It’s important to note though, that these aren’t hard and fast numbers. If you chucked down $100 in one bet, don’t expect to get that exact RTP every time. RTP is an average number that is worked out over hundreds or even thousands of blackjack hands, rather than just five minutes of play. In saying that, the house edge and the RTP are great numbers to give you a rough idea of how things usually play out.

Beating Blackjack House Edge

Look, we’re not going to lead you down the garden path and say you can 100% beat the house when playing online or live blackjack. The reality is that the house always wins eventually — they are a business after all, and it would be a pretty rubbish business model if they ended up losing all the time.

In saying that though, there are a few bits and bobs you can do to make things easier for you, and increase your odds of winning, even if it’s only slightly.

Here are a range of factors that can vary how the odds play out, depending on the rules of any particular game of blackjack:

  • 8 decks instead of 1 deck — +0.61% house edge
  • Dealer can hit on a soft 17 instead of standing — +0.21% house edge
  • 6 to 5 payout on a natural instead of 3 to 2 payout — +1.3% house edge
  • Not having the option to surrender — +0.08% house edge
  • Player can’t double after splitting — +0.14% house edge
  • Player can’t double with a total of 10 or 11 — +0.18% house edge
  • Player can’t hit split aces — +0.18% house edge
  • Player can’t re-split aces — +0.07% house edge

These little rule variations will all add up to increase the house edge by quite a bit, so the trick is to find a game that doesn’t have these rules. It would be hard to find a game of blackjack that doesn’t have all of these rules, but you can definitely hunt around to find a blackjack game with rules that suit you.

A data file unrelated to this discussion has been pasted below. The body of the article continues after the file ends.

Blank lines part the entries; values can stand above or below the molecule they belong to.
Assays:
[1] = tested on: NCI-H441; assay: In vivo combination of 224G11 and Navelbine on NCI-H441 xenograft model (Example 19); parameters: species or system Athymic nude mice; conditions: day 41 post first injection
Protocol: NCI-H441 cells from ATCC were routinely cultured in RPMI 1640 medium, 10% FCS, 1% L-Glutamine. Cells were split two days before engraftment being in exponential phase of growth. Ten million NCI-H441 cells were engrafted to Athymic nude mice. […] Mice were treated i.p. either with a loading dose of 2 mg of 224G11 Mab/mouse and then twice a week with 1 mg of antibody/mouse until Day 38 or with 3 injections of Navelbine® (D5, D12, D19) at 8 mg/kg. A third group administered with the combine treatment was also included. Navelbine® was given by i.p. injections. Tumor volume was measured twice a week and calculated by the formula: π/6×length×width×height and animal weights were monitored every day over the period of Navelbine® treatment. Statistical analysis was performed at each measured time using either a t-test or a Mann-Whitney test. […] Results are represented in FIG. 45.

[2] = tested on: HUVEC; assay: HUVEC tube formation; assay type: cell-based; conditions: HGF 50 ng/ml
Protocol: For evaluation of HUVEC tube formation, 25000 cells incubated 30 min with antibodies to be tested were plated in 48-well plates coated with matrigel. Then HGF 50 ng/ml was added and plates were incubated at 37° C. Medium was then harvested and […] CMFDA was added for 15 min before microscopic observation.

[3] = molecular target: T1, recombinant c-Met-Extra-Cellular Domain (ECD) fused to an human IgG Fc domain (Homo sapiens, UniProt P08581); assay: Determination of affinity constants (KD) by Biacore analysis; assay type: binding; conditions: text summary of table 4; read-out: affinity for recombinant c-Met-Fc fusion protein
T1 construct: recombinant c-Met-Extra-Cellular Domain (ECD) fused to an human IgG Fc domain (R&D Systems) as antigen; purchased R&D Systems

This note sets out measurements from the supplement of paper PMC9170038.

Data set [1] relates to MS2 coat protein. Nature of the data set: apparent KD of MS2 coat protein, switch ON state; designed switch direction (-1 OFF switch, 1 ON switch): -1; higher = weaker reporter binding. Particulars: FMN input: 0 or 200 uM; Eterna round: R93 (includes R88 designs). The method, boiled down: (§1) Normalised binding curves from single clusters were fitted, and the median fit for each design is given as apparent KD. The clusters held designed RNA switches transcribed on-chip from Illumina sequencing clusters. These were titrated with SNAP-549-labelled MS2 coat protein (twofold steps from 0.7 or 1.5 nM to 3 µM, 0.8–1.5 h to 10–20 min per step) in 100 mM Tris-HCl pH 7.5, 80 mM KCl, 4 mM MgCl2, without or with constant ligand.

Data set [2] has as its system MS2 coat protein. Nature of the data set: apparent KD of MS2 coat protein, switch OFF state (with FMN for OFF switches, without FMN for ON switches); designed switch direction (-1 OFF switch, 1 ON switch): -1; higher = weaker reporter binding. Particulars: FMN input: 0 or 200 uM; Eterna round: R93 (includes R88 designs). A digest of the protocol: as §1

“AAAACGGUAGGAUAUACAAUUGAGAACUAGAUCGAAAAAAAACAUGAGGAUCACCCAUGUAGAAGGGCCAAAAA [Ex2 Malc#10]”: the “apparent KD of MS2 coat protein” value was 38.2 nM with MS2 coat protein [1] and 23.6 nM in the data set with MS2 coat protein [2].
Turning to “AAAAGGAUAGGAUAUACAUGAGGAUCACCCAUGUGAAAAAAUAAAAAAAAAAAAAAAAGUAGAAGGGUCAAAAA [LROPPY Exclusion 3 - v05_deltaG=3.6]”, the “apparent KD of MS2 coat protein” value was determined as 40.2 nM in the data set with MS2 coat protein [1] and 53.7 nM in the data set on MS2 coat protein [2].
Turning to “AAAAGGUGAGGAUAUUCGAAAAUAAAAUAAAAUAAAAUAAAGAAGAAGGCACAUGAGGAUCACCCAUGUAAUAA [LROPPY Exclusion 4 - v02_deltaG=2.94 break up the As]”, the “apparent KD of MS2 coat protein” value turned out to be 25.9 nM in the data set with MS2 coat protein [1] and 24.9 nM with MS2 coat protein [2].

Again, it’s all about practicing and finding a game that suits your style of play.

How to Calculate Blackjack Odds

Okay, stick with us here, we're going to delve into a little bit of maths (yes, your third form maths teacher was right, you will need maths later in life!). An odds is the number of events that are required as a probability to win the bet. In general, the more unlikely an event is, the higher the odds for it happening on that particular bet. When calculating specific odds, you first convert the probability into odds and then use that number as what you need to win on your bet.

For example, you are betting on a coin toss. You have even odds for receiving the money if it is tails and receiving the money if it is heads. The probability of winning with tails is 50%, which means that you will receive $1 for every $1 bet. It's the same odds and payout if you bet on heads.

Another example would be if you were betting on rolling a 3 on a 6 sided die. There are 6 numbers on a dice, so to land on one of those numbers would be a 1 in 6 chance, or a probability of 1/6. Because there are five ways you could lose and only one way to win, the odds would be 5/1. That means if you bet $1 and win, you would win $5.

Still following? Okay, so with those two examples, the odds are fixed, because the coin only has two sides, and the die only has six sides. Therefore, those odds don't change. However, when you are playing blackjack, cards are being removed from the deck all the time. This means that the odds and probabilities change as the game progresses. So let's put that into practice with a game of blackjack.

Let's say you are playing a game of blackjack with just one deck in play. Four hands have been dealt to players, and none of those hands had an ace or 10 in them. 24 cards have left the deck to be dealt out.

Because there are now only 28 cards left in the deck (52 card deck minus 24 cards dealt=28 cards):

  • The probability of getting an ace is now 4/28 or 1/7.
  • The probability of getting a 10 is now 16/27.
  • The probability of getting an ace then a 10 is 1/7 multiplied but 16/27, which equals 16/189.
  • Because you can win with an ace then a ten or a ten then an ace, you double that figure, so 16/189 plus 16/189 equals 32/189.
  • 32 divided by 189 is 16.9%, which is your odds of winning.